Polman: Abe Lincoln is rolling in his grave

Dick Polman
Dick Polman

Here's the first Republican president, Abraham Lincoln:

"With malice toward none, with charity for all, with firmness in the right as God gives us to see the right, let us strive on to finish the work we are in, to bind up the nation's wounds..."

And here's the presumptive 2016 Republican presidential nominee, discoursing on Ted Cruz's dad:

"His father was with Lee Harvey Oswald prior to Oswald's being — you know, shot. I mean, the whole thing is ridiculous ... That was reported (in the National Enquirer), and nobody talks about it."

See, this is why Republican strategist Nicole Wallace sounded so aghast yesterday. In her immortal words, "The whole party belongs in therapy."

It is truly historic — although pathetic might be a better word — that the so-called Party of Lincoln has devolved to the point where it would actually anoint, as its choice for president, a policy ignoramus and serial liar, a hate peddler who finds truthiness in the National Enquirer. But hey, as evidenced with finality Tuesday night in Indiana, this is what Republican voters want. Donald Trump has brilliantly channeled their rage and resentments, and fed their fantasies for a white America that will never be.

Can this demagogue actually win in November and own our nuclear codes? Seems implausible, but nothing is impossible. For now, let's just assess the Trump phenomenon and try to understand how we've come to this shameful moment in our national life, how we've so swiftly convinced the rest of the civilized world that we've lost our minds.

The kindest interpretation of Trumpism is that he has given voice to the working-class voters who have lost ground economically and are freaked about free trade. That's true, as far as it goes. But when I parse the exit polls, I find that Trump is doing boffo business with upscale suburban Republicans. This was true again Tuesday night; the voters with incomes between $100,000 and $199,000 favored Trump over Cruz, 60 to 33 percent. In fact, Trump did best in that income bracket. And Trump won the Republican college grads, 51-38, even though college grads are presumably taught to delineate the difference between truth and lies.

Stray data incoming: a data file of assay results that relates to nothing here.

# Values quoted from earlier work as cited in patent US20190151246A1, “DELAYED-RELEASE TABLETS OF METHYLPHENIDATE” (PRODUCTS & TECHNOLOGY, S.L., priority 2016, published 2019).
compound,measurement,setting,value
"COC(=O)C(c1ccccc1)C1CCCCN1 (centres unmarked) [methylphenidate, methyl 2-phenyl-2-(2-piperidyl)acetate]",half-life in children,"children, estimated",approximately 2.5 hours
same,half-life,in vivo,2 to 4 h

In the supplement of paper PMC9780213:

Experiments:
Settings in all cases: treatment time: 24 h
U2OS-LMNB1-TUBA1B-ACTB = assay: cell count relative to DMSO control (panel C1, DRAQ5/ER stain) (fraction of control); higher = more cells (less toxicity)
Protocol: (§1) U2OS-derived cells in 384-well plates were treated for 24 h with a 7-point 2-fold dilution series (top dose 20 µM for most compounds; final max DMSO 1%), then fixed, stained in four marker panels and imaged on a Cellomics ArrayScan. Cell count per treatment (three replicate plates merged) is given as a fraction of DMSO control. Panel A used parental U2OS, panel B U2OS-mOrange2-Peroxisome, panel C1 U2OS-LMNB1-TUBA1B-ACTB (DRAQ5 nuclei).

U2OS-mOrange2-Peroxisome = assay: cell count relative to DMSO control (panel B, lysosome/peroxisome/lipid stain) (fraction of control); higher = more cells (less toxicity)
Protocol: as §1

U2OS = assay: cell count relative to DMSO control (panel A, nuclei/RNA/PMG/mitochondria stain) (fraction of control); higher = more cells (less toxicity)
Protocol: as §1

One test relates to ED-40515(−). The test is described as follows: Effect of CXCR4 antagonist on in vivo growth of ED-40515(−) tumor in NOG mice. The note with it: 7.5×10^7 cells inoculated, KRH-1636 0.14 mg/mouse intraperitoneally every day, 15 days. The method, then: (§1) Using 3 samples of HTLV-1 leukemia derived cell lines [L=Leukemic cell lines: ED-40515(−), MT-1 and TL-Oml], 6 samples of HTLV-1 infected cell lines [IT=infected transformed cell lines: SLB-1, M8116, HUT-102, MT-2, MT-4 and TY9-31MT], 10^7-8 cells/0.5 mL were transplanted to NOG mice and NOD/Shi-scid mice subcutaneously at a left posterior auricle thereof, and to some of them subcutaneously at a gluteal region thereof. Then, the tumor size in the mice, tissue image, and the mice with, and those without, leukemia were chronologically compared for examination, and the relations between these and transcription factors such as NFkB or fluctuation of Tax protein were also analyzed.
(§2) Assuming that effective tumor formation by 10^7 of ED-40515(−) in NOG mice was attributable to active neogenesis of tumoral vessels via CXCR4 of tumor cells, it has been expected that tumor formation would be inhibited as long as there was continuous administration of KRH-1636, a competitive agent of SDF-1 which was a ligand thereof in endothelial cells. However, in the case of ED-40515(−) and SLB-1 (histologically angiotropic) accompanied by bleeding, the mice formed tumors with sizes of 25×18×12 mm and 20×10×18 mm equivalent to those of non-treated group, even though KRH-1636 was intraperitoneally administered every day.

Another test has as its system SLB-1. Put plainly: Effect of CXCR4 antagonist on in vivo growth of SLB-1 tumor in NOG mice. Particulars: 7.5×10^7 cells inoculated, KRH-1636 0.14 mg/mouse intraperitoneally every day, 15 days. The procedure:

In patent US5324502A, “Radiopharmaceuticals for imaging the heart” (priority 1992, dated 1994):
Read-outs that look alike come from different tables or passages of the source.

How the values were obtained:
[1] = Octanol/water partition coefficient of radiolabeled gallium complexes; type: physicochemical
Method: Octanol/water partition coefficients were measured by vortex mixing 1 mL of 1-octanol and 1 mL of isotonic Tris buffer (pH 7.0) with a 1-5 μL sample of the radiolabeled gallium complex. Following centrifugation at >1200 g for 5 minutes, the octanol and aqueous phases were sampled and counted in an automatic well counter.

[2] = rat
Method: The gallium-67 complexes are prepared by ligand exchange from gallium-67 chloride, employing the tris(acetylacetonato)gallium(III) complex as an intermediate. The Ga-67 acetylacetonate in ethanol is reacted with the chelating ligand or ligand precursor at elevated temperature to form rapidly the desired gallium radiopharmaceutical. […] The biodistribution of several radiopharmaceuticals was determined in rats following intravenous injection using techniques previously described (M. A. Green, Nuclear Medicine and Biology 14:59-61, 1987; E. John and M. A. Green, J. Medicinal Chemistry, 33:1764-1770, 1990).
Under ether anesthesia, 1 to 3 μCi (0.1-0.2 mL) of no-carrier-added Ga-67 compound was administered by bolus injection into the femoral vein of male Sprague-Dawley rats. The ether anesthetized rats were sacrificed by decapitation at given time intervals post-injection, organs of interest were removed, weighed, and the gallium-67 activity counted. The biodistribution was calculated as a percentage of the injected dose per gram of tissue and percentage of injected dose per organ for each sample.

So something besides economic anxiety is going on here. And you know darn well what it is.

Lest we forget, Trump's first popularity surge came last July after he blanket-smeared Mexicans as criminals and rapists. That's what put him in play with likely Republican voters. He signaled, right out of the gate, that hate was a great way to tap the racist nativist attitude that's endemic among angry whites. No need for code words and dog whistles anymore; visceral slander would work just as well.

He recognized early on that he could "babble inanities," that he could "peddle bigoted slurs and lies," and score big time with the "angry nativist mob."

Those quoted phrases were coined by conservative Republican columnist, Jennifer Rubin. She said it better than I can.

But now I will quote myself. Last summer, I argued that Trump had to be taken seriously. The reason I offered then is just as relevant now — perhaps more so:

"Trump appeals to the sizable share of voters who hate all politicians. He's thriving precisely because he's not politically correct, because he's not focus-grouped, because he doesn't hew to the traditional rules of discourse. Attacking Jeb Bush's Hispanic wife, calling John McCain a "dummy" because he finished near the bottom of his class at the Naval Academy — to some listeners, that kind of talk is refreshing. Yes, he's threatening to make a mockery of the campaign process, but a lot of people already think the process is a joke. They're dining out on his mockery."

His next step — if he is allowed to do it, if the anger and cynicism and racism has reached critical mass — is to make a mockery of the autumn debates, of the general election campaign, of the presidency itself. Going forward, the fundamental question is whether we are a people willing to be governed by dangerous passions unmoored from reason. Indeed, way back in 1920, the great American commentator H. L. Mencken foresaw it happening:

"On some great and glorious day the plain folks of the land will reach their heart's desire at last and the White House will be adorned by a downright moron."

Dick Polman is the national political columnist at NewsWorks/WHYY in Philadelphia ( and a "Writer in Residence" at the University of Pennsylvania.